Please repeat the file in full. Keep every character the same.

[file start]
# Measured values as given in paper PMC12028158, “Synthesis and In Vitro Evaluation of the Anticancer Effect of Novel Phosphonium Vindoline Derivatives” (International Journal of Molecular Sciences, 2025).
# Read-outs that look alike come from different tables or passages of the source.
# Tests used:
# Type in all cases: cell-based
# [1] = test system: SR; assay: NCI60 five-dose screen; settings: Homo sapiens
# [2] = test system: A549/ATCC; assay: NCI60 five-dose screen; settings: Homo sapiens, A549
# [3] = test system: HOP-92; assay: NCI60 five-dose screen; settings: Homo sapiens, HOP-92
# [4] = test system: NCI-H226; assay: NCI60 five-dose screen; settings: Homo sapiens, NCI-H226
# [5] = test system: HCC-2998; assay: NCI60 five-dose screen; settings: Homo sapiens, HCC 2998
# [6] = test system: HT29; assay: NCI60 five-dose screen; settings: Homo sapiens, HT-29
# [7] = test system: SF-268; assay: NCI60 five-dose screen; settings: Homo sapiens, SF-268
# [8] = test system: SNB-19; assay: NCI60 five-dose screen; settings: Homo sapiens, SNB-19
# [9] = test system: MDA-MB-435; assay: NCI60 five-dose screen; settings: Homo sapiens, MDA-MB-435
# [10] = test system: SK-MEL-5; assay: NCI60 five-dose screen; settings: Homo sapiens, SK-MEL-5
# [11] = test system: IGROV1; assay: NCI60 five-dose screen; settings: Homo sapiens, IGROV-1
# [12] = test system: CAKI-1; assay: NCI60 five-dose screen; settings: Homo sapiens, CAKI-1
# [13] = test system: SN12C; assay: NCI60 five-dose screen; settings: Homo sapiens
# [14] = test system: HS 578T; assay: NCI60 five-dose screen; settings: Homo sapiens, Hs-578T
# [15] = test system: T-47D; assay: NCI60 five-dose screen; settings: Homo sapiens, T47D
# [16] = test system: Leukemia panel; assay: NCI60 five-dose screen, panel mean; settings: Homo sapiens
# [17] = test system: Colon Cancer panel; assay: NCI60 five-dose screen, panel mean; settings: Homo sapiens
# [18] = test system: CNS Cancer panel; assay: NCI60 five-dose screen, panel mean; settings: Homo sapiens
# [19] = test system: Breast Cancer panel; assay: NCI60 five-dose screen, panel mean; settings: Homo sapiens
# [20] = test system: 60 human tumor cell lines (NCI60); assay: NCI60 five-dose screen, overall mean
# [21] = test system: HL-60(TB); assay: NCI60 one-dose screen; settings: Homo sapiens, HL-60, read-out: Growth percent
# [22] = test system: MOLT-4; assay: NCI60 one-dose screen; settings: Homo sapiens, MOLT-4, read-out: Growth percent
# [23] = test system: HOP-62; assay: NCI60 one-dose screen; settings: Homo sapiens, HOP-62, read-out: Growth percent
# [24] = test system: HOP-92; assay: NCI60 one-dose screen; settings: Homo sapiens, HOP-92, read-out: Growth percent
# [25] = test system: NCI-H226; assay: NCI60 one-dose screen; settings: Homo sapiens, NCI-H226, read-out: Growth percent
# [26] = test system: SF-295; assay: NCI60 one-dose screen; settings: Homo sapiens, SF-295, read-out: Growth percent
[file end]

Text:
# Measured values as given in paper PMC12028158, “Synthesis and In Vitro Evaluation of the Anticancer Effect of Novel Phosphonium Vindoline Derivatives” (International Journal of Molecular Sciences, 2025).
# Read-outs that look alike come from different tables or passages of the source.
# Tests used:
# Type in all cases: cell-based
# [1] = test system: SR; assay: NCI60 five-dose screen; settings: Homo sapiens
# [2] = test system: A549/ATCC; assay: NCI60 five-dose screen; settings: Homo sapiens, A549
# [3] = test system: HOP-92; assay: NCI60 five-dose screen; settings: Homo sapiens, HOP-92
# [4] = test system: NCI-H226; assay: NCI60 five-dose screen; settings: Homo sapiens, NCI-H226
# [5] = test system: HCC-2998; assay: NCI60 five-dose screen; settings: Homo sapiens, HCC 2998
# [6] = test system: HT29; assay: NCI60 five-dose screen; settings: Homo sapiens, HT-29
# [7] = test system: SF-268; assay: NCI60 five-dose screen; settings: Homo sapiens, SF-268
# [8] = test system: SNB-19; assay: NCI60 five-dose screen; settings: Homo sapiens, SNB-19
# [9] = test system: MDA-MB-435; assay: NCI60 five-dose screen; settings: Homo sapiens, MDA-MB-435
# [10] = test system: SK-MEL-5; assay: NCI60 five-dose screen; settings: Homo sapiens, SK-MEL-5
# [11] = test system: IGROV1; assay: NCI60 five-dose screen; settings: Homo sapiens, IGROV-1
# [12] = test system: CAKI-1; assay: NCI60 five-dose screen; settings: Homo sapiens, CAKI-1
# [13] = test system: SN12C; assay: NCI60 five-dose screen; settings: Homo sapiens
# [14] = test system: HS 578T; assay: NCI60 five-dose screen; settings: Homo sapiens, Hs-578T
# [15] = test system: T-47D; assay: NCI60 five-dose screen; settings: Homo sapiens, T47D
# [16] = test system: Leukemia panel; assay: NCI60 five-dose screen, panel mean; settings: Homo sapiens
# [17] = test system: Colon Cancer panel; assay: NCI60 five-dose screen, panel mean; settings: Homo sapiens
# [18] = test system: CNS Cancer panel; assay: NCI60 five-dose screen, panel mean; settings: Homo sapiens
# [19] = test system: Breast Cancer panel; assay: NCI60 five-dose screen, panel mean; settings: Homo sapiens
# [20] = test system: 60 human tumor cell lines (NCI60); assay: NCI60 five-dose screen, overall mean
# [21] = test system: HL-60(TB); assay: NCI60 one-dose screen; settings: Homo sapiens, HL-60, read-out: Growth percent
# [22] = test system: MOLT-4; assay: NCI60 one-dose screen; settings: Homo sapiens, MOLT-4, read-out: Growth percent
# [23] = test system: HOP-62; assay: NCI60 one-dose screen; settings: Homo sapiens, HOP-62, read-out: Growth percent
# [24] = test system: HOP-92; assay: NCI60 one-dose screen; settings: Homo sapiens, HOP-92, read-out: Growth percent
# [25] = test system: NCI-H226; assay: NCI60 one-dose screen; settings: Homo sapiens, NCI-H226, read-out: Growth percent
# [26] = test system: SF-295; assay: NCI60 one-dose screen; settings: Homo sapiens, SF-295, read-out: Growth percent